If current trends hold, tobacco will kill a billion people this century, 10 times the toll it took in the 20th century, public health officials said Monday.

Tobacco accounts for one in five cancer deaths, or 1.4 million deaths worldwide each year, according to two new reference guides that chart global tobacco use and cancer. Lung cancer remains the major cancer among the 10.9 million new cases of cancer diagnosed each year, according to the Cancer Atlas.

Reducing tobacco use would have the greatest affect on global cancer rates, health officials said. Improving nutrition and reducing infection by cancer-causing viruses and bacteria could also cut rates dramatically, they said.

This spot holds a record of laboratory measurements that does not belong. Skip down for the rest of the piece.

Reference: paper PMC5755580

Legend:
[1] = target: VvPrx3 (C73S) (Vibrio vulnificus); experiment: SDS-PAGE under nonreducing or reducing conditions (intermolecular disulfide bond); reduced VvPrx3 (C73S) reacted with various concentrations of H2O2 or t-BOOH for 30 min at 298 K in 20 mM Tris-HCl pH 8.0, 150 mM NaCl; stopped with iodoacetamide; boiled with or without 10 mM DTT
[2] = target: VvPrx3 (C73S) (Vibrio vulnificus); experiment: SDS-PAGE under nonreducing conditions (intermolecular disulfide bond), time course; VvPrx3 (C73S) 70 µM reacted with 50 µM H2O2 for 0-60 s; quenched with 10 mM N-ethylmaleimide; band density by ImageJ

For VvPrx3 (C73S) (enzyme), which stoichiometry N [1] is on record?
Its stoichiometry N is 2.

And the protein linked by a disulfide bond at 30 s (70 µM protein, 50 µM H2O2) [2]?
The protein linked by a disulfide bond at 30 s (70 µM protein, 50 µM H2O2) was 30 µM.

"We know with cancer, if we take action now, we can save 2 million lives a year by 2020 and 6.5 million by 2040," said Dr. Judith Mackay, a World Health Organization senior policy adviser.

The new Cancer Atlas and updated Tobacco Atlas were released Monday at a International Union Against Cancer conference. The American Cancer Society published the two atlases with help from the Union, WHO and Centers for Disease Control and Prevention.

"Even if smoking rates decline worldwide, there will be a constant or even slightly increasing number of smokers due to population increases," said Michael Eriksen, director of the Institute of Public Health at Georgia State University.

An estimated 1.25 billion men and women smoke cigarettes now, according to the Tobacco Atlas.